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Development and Validation of a Seizure Prediction Model in Neonates After Cardiac Surgery

The Annals of Thoracic Surgery
Volume 111, Issue 6, June 2021, Pages 2041-2048

Maryam Y. Naim MD, MSCE, Mary Putt PhD, Nicholas S. Abend MD, MSCE, Christopher W. Mastropietro MD, Deborah U. Frank MD, Jonathan M. Chen MD, Stephanie Fuller MD, James J. Gangemi MD, William Gaynor MD, Kristin Heinan MD, Daniel J. Licht MD, Christopher E. Mascio MD, Shavonne Massey MD, MSCE, Mark E. Roeser MD, Clyde J. Smith MD, Stephen E. Kimmel MD, MSCE



Electroencephalographic seizures (ESs) after neonatal cardiac surgery are often subclinical and have been associated with poor outcomes. An accurate ES prediction model could allow targeted continuous electroencephalographic monitoring (CEEG) for high-risk neonates.


ES prediction models were developed and validated in a multicenter prospective cohort where all postoperative neonates who underwent cardiopulmonary bypass (CPB) also underwent CEEG.


ESs occurred in 7.4% of neonates (78 of 1053). Model predictors included gestational age, head circumference, single-ventricle defect, deep hypothermic circulatory arrest duration, cardiac arrest, nitric oxideextracorporeal membrane oxygenation, and delayed sternal closure. The model performed well in the derivation cohort (c-statistic, 0.77; Hosmer-Lemeshow, P = .56), with a net benefit (NB) over monitoring all and none over a threshold probability of 2% in decision curve analysis (DCA). The model had good calibration in the validation cohort (Hosmer-Lemeshow, P = .60); however, discrimination was poor (c-statistic, 0.61), and in DCA there was no NB of the prediction model between the threshold probabilities of 8% and 18%. By using a cut point that emphasized negative predictive value in the derivation cohort, 32% (236 of 737) of neonates would not undergo CEEG, including 3.5% (2 of 58) of neonates with ESs (negative predictive value, 99%; sensitivity, 97%).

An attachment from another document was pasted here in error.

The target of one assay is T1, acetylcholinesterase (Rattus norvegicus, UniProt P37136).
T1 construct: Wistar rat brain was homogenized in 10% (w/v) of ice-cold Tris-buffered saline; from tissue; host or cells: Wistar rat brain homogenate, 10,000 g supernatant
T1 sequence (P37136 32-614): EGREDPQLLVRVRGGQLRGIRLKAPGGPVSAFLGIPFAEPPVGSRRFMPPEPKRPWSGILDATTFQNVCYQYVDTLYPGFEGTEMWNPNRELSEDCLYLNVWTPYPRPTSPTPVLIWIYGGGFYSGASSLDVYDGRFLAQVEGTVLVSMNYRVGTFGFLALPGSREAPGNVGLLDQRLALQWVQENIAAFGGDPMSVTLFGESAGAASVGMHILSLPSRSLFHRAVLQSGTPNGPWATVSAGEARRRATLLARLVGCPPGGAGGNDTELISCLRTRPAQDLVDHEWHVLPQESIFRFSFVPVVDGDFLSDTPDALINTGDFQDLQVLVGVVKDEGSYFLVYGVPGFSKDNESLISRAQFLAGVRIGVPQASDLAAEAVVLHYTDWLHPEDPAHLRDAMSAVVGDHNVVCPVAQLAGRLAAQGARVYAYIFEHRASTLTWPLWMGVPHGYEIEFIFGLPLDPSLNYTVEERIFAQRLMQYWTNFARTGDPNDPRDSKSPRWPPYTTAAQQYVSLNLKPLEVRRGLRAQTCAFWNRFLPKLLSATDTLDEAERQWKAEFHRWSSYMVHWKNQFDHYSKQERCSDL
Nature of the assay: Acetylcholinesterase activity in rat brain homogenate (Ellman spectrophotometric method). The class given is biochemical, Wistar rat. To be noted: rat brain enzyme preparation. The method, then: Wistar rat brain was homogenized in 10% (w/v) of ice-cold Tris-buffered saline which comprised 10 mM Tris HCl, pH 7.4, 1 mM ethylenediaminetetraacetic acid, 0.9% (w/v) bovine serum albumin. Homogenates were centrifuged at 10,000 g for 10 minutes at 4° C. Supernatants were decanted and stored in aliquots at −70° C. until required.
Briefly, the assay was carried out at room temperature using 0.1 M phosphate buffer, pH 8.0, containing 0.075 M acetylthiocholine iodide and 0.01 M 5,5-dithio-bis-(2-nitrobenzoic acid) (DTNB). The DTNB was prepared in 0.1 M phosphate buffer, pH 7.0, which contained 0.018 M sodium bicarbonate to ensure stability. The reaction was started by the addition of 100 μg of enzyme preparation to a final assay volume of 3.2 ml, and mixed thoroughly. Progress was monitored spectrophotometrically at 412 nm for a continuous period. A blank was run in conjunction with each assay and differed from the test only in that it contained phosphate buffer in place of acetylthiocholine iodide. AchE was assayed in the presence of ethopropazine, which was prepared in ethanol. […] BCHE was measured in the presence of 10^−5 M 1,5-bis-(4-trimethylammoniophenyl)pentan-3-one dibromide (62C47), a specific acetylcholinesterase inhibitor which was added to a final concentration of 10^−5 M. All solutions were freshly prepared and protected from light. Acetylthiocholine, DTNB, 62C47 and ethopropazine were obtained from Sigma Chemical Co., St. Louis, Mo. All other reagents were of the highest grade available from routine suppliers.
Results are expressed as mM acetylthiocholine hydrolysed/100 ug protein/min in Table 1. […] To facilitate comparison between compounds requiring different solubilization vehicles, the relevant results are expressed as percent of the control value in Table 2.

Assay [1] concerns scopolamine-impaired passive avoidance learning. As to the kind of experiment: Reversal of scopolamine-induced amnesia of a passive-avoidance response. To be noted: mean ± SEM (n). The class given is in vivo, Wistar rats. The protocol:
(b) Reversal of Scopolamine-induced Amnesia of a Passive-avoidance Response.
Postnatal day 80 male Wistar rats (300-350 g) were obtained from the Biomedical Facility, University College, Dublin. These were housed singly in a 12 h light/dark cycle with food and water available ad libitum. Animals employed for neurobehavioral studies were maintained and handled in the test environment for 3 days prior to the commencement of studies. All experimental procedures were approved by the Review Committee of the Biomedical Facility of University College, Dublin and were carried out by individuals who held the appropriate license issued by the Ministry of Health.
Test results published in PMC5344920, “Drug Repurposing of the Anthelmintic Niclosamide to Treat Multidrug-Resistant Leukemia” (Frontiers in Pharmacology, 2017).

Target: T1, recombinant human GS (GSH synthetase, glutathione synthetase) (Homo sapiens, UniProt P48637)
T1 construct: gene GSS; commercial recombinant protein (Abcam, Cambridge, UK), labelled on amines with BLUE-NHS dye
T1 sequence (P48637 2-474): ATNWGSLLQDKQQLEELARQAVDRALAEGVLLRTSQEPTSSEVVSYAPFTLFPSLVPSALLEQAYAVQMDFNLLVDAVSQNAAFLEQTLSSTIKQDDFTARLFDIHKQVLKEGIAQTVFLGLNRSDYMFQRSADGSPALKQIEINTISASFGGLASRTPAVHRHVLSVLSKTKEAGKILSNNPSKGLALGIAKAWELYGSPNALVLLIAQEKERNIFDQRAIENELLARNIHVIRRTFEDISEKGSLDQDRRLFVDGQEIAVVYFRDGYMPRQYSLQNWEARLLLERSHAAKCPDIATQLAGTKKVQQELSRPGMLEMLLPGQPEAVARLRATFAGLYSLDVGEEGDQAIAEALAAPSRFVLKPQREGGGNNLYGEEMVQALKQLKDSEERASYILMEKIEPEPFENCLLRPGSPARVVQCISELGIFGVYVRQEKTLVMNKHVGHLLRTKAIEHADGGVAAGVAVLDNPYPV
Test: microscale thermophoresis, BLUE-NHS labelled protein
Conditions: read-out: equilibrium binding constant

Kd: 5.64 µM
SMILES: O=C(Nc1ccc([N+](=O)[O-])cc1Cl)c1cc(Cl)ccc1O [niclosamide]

In this large prospective cohort, a prediction model of ESs in neonates after CPB had good performance in the derivation cohort, with an NB in DCA. However, performance in the validation cohort was weak, with poor discrimination, poor calibration, and no NB in DCA. These findings support CEEG of all neonates after CPB.

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Post-operative electroencephalographic seizures (ESs) are associated with worsening neurodevelopmental outcomes. The American Clinical Neurophysiology Society guidelines recommend continuous electroencephalographic monitoring (CEEG) which will have a huge strain on the resources1.  Naim and colleagueshave a reported a multicentre prospective study to develop a predictive tool for electroencephalographic seizures (ESs)wherein pre-operative and operative characteristics would predict the probability of post-operative ESs. However, the study could not develop the predictor models as the study excluded background CEEG variables, lack of routine neuroimaging to identify the peri-operative brain injury, inter-observer variability in interpreting the EEG and the need for key predictors to achieve higher levels of accuracy. This study does shed some light on how future prediction models should be designed. Early detection and appropriate management of EEG seizures may be a key factor in improving long-term neurologic outcomes in this high- risk cohort of patients.

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